This is my new inspiration. If you are in class with me I may give you some ways to play with this. But here...I think I'll just toss it out for your to pick up and explore.
What keeps us holding out for these perfect, comfortable lives that we imagine? And how can training your attention help address these habits?
Please...watch this 11 minute talk by my friend and mindful attention trainer extraordinaire, Daron Larson from TEDxColumbus.
See also: TEDxColumbus talk transcript with links http://bit.ly/DontTryToBeMindful
Today, in savasana, my mind was whirling away about a variety of things. Not worrying, not fretting, just thinking. I was thinking about yoga and how it really takes discipline and patience. That's the tough love bit I haven't been sharing much lately. There's the nice relaxing "I-sleep-better-on-the-days-I-do-yoga" experience of yoga. There's a lot to be said for that kind of experience. But I suspect there's a little bit of cotton candy quality to it. It seems substantial but melts into nothing fairly quickly.
I was thinking about how there's "change" and then there's "transformation". Change happens no matter what. There's no stopping it. Transformation takes discipline, mindfulness, and patience.
The first of the yoga sutras of Patanjali is sometimes translated as "And now the teaching of yoga begins", as if that occurrence happens once and then we are on the path. I've come to realize that that moment where the teaching of yoga begins happens now...and now...and now. And so do the opportunities to miss the moment. Fortunately the moment comes around again. It's never too late.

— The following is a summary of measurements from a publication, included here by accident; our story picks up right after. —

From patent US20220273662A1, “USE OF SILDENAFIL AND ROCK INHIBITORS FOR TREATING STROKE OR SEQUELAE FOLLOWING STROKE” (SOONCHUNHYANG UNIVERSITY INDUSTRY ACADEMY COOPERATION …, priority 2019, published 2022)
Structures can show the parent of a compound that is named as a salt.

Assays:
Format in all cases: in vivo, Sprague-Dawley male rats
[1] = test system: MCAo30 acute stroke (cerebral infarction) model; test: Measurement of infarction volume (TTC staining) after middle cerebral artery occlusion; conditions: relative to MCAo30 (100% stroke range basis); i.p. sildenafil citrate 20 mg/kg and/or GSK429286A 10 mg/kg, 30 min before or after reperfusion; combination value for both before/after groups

While this was all swirling around in my head, I woke up to the fact that my body had found a place of profound relaxation. So profound it sent a ripple of pleasure through me to notice it finally. Mostly that doesn't happen. When the mind is busy the body sort of picks up on it as well. But today my body took me where I needed to go and then waited for me to notice.
And now the teaching of yoga begins.
Why the Floor is Your Friend
This is a great article from the Huffington Post...read then play.
"When I stand on the floor in my bare feet and walk around, I can sense the ground better. If I do this slowly and attentively, focusing on how my feet contact the floor, I become more grounded. This practiced sensation of grounding not only promotes dynamic posture and helps me balance as I age, but also calms me when I become anxious. It reminds me that I can be more rooted to the Earth with little effort."
Yoga teacher and perpetual student of life in this body, this mind, this moment.